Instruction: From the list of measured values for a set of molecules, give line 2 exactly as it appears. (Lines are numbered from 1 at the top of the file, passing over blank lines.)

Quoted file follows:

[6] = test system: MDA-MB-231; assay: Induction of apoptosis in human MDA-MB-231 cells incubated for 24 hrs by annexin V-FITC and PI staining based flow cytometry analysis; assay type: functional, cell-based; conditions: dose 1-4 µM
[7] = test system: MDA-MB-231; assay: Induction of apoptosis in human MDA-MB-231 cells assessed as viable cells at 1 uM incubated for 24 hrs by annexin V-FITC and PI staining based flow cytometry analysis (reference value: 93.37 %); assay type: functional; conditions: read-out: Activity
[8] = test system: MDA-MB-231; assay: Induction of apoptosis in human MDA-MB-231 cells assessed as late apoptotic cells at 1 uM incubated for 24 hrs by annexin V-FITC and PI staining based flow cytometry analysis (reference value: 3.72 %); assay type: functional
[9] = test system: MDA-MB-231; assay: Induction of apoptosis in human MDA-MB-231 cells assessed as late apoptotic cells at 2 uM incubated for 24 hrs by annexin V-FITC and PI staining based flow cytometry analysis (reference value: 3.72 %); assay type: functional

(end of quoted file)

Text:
[7] = test system: MDA-MB-231; assay: Induction of apoptosis in human MDA-MB-231 cells assessed as viable cells at 1 uM incubated for 24 hrs by annexin V-FITC and PI staining based flow cytometry analysis (reference value: 93.37 %); assay type: functional; conditions: read-out: Activity